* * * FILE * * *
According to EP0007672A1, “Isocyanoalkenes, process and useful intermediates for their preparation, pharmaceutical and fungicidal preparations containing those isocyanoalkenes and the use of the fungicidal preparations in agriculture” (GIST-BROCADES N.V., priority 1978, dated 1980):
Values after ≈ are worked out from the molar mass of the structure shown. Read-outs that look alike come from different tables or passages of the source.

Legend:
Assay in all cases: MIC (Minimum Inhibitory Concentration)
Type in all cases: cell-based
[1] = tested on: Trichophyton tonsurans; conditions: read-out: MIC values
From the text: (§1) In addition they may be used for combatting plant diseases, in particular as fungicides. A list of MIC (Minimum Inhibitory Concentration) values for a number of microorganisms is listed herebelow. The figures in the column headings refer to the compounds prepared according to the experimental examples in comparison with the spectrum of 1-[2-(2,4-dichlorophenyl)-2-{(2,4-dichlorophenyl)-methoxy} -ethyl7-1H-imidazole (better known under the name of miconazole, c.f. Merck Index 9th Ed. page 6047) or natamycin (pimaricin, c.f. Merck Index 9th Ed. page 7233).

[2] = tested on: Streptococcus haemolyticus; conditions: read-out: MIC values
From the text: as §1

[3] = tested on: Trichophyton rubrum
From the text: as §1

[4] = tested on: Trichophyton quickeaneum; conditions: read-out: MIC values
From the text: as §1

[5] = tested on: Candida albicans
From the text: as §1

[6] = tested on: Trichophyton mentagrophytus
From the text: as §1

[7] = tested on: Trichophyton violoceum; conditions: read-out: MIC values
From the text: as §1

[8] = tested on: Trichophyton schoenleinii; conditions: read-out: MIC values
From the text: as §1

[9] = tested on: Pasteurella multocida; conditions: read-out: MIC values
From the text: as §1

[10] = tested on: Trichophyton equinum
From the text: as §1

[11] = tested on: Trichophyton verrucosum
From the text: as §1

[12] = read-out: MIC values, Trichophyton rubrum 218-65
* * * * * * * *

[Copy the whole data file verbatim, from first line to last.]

According to EP0007672A1, “Isocyanoalkenes, process and useful intermediates for their preparation, pharmaceutical and fungicidal preparations containing those isocyanoalkenes and the use of the fungicidal preparations in agriculture” (GIST-BROCADES N.V., priority 1978, dated 1980):
Values after ≈ are worked out from the molar mass of the structure shown. Read-outs that look alike come from different tables or passages of the source.

Legend:
Assay in all cases: MIC (Minimum Inhibitory Concentration)
Type in all cases: cell-based
[1] = tested on: Trichophyton tonsurans; conditions: read-out: MIC values
From the text: (§1) In addition they may be used for combatting plant diseases, in particular as fungicides. A list of MIC (Minimum Inhibitory Concentration) values for a number of microorganisms is listed herebelow. The figures in the column headings refer to the compounds prepared according to the experimental examples in comparison with the spectrum of 1-[2-(2,4-dichlorophenyl)-2-{(2,4-dichlorophenyl)-methoxy} -ethyl7-1H-imidazole (better known under the name of miconazole, c.f. Merck Index 9th Ed. page 6047) or natamycin (pimaricin, c.f. Merck Index 9th Ed. page 7233).

[2] = tested on: Streptococcus haemolyticus; conditions: read-out: MIC values
From the text: as §1

[3] = tested on: Trichophyton rubrum
From the text: as §1

[4] = tested on: Trichophyton quickeaneum; conditions: read-out: MIC values
From the text: as §1

[5] = tested on: Candida albicans
From the text: as §1

[6] = tested on: Trichophyton mentagrophytus
From the text: as §1

[7] = tested on: Trichophyton violoceum; conditions: read-out: MIC values
From the text: as §1

[8] = tested on: Trichophyton schoenleinii; conditions: read-out: MIC values
From the text: as §1

[9] = tested on: Pasteurella multocida; conditions: read-out: MIC values
From the text: as §1

[10] = tested on: Trichophyton equinum
From the text: as §1

[11] = tested on: Trichophyton verrucosum
From the text: as §1

[12] = read-out: MIC values, Trichophyton rubrum 218-65